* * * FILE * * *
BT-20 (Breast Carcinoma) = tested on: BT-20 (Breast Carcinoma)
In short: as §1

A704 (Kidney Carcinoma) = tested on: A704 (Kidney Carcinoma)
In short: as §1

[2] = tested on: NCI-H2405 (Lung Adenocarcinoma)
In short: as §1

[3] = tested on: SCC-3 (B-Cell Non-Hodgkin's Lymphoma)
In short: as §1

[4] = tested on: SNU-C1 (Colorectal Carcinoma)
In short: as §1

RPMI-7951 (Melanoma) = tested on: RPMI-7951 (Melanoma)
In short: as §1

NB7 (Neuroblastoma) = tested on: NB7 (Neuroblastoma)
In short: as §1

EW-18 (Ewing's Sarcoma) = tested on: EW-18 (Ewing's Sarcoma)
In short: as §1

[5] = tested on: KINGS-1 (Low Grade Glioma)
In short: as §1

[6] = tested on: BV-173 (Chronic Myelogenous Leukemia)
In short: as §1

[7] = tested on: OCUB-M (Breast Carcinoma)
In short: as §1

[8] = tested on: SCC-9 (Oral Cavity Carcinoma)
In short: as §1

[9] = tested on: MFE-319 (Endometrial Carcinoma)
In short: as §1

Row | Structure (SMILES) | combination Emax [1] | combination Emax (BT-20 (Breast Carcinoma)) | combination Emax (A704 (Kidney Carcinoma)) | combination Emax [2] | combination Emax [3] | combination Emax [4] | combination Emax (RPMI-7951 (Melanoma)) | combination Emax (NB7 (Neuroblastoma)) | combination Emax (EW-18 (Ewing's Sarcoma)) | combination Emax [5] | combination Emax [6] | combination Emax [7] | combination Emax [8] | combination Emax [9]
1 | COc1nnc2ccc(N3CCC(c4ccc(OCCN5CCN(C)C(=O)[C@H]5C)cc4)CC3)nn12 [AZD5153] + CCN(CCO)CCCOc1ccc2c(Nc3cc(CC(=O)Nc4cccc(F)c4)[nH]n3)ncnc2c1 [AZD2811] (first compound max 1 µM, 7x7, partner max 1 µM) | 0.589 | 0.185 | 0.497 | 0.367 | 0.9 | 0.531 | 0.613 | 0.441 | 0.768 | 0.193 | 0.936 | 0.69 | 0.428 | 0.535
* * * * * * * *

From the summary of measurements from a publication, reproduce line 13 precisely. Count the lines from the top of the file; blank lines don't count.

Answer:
NB7 (Neuroblastoma) = tested on: NB7 (Neuroblastoma)